BERLIN, GERMANY – NOVEMBER 11: Recently-arrived immigrants, including from countries such as Iraq, Afghanistan and Iran, attend a first orientation class for asylum applicants whose chances of receiving longer-term asylum are slim at a classroom of the Johanniter charity on November 11, 2016 in Berlin, Germany. Germany has taken in approximately one million refugees and migrants since last year, and while those from war-torn Syria have a strong chance of receiving asylum, including the right to stay and work, others, especially those who are deemed to be economic migrants, will likely eventually be turned away. The German government has nonetheless pledged certain integration measures to this latter group as part of its “Meseberg Declaration on Integration” signed last May. In the first orientation course students receive a mix of German-language introduction and an explanation of practical aspects of living in Germany, such as what to expect when visiting a doctor, how to deal with bureaucracy and norms of the roles of men and women in German society. (Photo by Sean Gallup/Getty Images)

And there is no wonder. America was built upon stern Protestant spirit of hard work and ambition, austerity and modesty. Now it has changed into splendour, consumerism, easy money dreams. And no wonder why it has gradually lost its appeal. The disciplined Germany took its place. Modest Canada took its place. And funnily enough, America aspires to get back to building itself and make new infrastructure by a president who is ethnically of… German origins. And represents show-business, such an un-German and un-modest property.

But maybe America can make itself great again by borrowing some German features and experiences. Maybe it should get back to its original roots, largely based upon the fact that the majority of Americans are in fact, from German national body. Maybe we should all learn from Germany, how to overcome the troubled past, to look to the future with hard work and modesty, to avoid quick solutions for getting rich, and to surpress the desire for splendour. To learn how to be decent, to park our cars while trying to get through town and to use them only at the motorways. To use more bicycles and trams. To make ourselves great again. The German way. Doesn’t seem too hard. Peter the Great combined Russian spirit with the German one, and succeeded. Now the Germans are combining the best from the world with their spirit, and they seem to be succeeding. Welcome to New Germany. It is not a new America, but it is a leader now.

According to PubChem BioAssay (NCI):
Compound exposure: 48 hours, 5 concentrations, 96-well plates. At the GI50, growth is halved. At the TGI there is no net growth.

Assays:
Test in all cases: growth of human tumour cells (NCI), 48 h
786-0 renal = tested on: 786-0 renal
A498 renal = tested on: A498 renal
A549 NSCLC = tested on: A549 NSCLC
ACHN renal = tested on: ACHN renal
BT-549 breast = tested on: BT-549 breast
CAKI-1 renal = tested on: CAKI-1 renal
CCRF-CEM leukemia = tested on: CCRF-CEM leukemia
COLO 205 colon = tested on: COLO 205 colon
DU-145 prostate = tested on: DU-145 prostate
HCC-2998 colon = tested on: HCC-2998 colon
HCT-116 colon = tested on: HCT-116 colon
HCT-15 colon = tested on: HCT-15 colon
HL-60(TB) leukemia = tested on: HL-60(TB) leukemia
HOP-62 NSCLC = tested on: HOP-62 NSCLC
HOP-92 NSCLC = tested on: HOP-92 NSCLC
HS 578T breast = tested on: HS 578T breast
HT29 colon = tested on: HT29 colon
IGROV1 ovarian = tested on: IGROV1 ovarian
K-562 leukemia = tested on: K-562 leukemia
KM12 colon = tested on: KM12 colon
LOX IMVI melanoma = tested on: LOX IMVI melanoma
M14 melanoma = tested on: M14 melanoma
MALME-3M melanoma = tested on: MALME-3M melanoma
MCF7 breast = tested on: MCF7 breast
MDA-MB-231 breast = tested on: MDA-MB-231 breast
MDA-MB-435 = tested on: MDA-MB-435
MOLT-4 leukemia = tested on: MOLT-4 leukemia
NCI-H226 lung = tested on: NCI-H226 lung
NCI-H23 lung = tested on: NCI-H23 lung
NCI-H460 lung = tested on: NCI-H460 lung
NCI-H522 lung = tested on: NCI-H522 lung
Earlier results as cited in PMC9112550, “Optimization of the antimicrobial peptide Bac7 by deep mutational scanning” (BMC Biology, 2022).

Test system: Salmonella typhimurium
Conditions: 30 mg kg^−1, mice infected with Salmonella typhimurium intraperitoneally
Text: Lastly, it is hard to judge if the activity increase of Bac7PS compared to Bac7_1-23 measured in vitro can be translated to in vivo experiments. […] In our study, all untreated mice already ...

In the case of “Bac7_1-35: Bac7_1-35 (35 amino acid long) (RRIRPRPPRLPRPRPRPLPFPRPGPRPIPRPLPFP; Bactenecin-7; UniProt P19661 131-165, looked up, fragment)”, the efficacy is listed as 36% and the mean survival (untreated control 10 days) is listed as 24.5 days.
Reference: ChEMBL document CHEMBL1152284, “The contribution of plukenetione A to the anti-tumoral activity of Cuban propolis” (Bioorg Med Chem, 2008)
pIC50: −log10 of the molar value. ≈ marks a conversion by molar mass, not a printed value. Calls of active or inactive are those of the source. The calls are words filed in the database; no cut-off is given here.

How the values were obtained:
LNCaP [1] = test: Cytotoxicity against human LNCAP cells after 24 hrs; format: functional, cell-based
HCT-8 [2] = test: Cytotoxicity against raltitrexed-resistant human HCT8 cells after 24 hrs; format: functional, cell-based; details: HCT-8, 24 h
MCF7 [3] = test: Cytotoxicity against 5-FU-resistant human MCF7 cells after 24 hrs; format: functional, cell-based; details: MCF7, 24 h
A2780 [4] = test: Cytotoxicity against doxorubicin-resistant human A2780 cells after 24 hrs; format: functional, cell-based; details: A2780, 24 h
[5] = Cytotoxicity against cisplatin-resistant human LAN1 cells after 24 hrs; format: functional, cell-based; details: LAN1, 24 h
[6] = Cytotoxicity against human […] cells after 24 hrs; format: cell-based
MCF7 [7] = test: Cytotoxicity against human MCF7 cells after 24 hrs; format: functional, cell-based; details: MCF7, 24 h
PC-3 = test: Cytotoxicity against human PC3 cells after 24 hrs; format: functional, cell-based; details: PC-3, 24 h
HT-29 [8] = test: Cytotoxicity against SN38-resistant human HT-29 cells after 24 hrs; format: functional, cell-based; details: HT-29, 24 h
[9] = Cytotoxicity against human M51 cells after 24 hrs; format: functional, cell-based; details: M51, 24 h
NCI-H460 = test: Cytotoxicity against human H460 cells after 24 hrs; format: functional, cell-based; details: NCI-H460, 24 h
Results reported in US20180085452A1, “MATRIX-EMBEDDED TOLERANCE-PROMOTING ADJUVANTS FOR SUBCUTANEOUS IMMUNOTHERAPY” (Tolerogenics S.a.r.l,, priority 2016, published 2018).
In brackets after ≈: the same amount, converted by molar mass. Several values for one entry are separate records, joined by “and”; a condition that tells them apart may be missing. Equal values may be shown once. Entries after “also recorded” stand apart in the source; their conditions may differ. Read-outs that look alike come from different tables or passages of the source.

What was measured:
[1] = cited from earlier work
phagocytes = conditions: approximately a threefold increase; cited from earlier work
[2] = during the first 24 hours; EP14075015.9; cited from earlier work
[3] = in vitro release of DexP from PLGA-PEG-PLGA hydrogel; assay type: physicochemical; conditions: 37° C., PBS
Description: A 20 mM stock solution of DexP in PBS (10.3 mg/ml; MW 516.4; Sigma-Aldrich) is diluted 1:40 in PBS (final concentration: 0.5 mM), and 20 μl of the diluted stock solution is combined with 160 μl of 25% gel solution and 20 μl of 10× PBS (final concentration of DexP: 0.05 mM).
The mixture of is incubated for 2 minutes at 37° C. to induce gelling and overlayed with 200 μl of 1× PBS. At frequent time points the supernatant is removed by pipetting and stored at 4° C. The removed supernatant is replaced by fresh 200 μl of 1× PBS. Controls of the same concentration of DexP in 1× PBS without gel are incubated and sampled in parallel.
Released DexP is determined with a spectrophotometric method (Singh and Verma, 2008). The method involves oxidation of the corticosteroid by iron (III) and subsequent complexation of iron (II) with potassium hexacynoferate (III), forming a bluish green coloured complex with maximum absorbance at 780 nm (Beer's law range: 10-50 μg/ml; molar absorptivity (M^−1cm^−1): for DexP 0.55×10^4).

HAMBURG, GERMANY – FEBRUARY 15: Overview of the Hamburg harbour on February 15, 2017 in Hamburg, Germany. According to recent statistics German exports climbed by 1.2 percent in 2016 to EUR 1.2 trillion, giving Germany a EUR 253 billion trade surplus. The new U.S. administration of President Donald Trump has criticized the surplus, claiming that Germany’s economic success is buoyed by a weak Euro, and has threatened counter-measures including tariffs that many in Germany fear could lead to a trade war. (Photo by Morris MacMatzen/Getty Images)

MUNICH, GERMANY – FEBRUARY 18: U.S. Vice President Mike Pence (L) and German chancellor Angela Merkel shake hands at the 2017 Munich Security Conference on February 18, 2017 in Munich, Germany. The 2017 Munich Security Conference, which brings together leading government figures from across the globe to discuss issues of common security concern, is taking place in the wake of the ascendence of Donald Trump to the U.S. presidency and the appointment of a new U.S. government cabinet. Trump has repeatedly called for a more isolationist United States, which has caused alarm among many world leaders concerned about the U.S.’s continued commitment to matters of global security. (Photo by Johannes Simon/Getty Images)